Medal Of Honor: Navy Ship Named After Legendary Soldier Who battled Through Multiple Bullet Wounds

When Japanese bombers hit Pearl Harbor, everything changed for Daniel Inouye. The 17-year-old watched as bombs hit the Navy's Pacific Fleet, an act that would pull the United States into World War II.

Changing Course

Inouye said, 'We looked towards Pearl Harbor and puff! All the smoke. And you could see puffs of the anti-aircraft shells exploding. And then, all of a sudden, three aircraft flew right over us. Green color with the red dot in the wing. I knew my life had changed"

He even went to the Red Cross aid station assisting injured sailors and civilians. In 1942, he tried to enlist in the Army when he graduated high school, but they said no due to his Japanese heritage.

In fact, with Executive Order 9066, President Franklin Roosevelt had over 100,000 Japanese Americans placed in internment camps, but not in Hawaii. It would have had devastating effects on the economy. A year later, Roosevelt created the 442nd Regimental Combat Team.

Finally Fighting

The team was Japanese-Americans from Hawaii, a unit Inouye joined immediately, pausing his pre-med studies. By the summer of 1944, he was fighting in Italy making a name for himself.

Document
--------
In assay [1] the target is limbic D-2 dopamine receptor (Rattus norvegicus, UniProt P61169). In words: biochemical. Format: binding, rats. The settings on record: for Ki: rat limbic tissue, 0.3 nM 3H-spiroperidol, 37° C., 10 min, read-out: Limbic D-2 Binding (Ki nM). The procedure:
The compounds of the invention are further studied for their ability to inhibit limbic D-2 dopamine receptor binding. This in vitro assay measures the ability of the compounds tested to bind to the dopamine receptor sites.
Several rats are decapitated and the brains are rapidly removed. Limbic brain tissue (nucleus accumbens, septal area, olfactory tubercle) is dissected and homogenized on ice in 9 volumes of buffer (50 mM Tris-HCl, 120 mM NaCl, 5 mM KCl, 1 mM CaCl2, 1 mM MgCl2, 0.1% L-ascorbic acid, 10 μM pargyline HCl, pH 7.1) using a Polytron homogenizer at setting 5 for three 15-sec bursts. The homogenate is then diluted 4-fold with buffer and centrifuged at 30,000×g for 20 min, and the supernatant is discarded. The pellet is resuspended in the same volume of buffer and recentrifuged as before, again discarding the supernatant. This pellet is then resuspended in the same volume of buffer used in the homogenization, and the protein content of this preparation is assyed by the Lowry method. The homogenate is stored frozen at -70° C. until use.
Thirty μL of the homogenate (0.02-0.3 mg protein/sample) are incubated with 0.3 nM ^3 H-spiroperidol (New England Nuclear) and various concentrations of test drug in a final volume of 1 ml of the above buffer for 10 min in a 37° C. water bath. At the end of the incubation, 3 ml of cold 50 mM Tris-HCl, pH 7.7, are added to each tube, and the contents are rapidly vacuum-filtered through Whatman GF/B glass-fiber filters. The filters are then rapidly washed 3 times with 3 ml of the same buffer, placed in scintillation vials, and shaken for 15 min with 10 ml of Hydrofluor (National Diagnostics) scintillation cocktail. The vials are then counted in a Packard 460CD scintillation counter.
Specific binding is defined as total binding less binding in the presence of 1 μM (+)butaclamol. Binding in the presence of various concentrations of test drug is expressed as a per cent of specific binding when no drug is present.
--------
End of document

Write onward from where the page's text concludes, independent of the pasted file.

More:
In 1945, they went back to Italy and mounted an assault on a ridge in San Terenzo, occupied by the Germans in tough terrain. Near the beginning of the operation, Inouye was hit in the stomach by a sniper but pressed on.

He encouraged his men to keep on, too, as German gunners kept firing on them. Inouye crawled up to a machine gun nest, killed the soldiers with a set of grenades, and took over. Nearing the third, he pulled out a live grenade and went to throw, but he was hit in the arm by a rifle grenade. He dug the grenade out of his mangled right hand and threw it at the German soldier.

An injured Inouye and his team made it to the top, killed 25 German soldiers, and captured eight more. He had numerous injuries, including gunshot wounds to the leg and chest, plus a blown-up arm.

At the hospital, he was given 17 blood transfusions with no anesthesia. Eventually, his arm was amputated, and his dream of being a surgeon was gone. He was awarded the Distinguished Service Cross, which was to Medal of Honor 55 years later. Now, he has a warship named in his honor.

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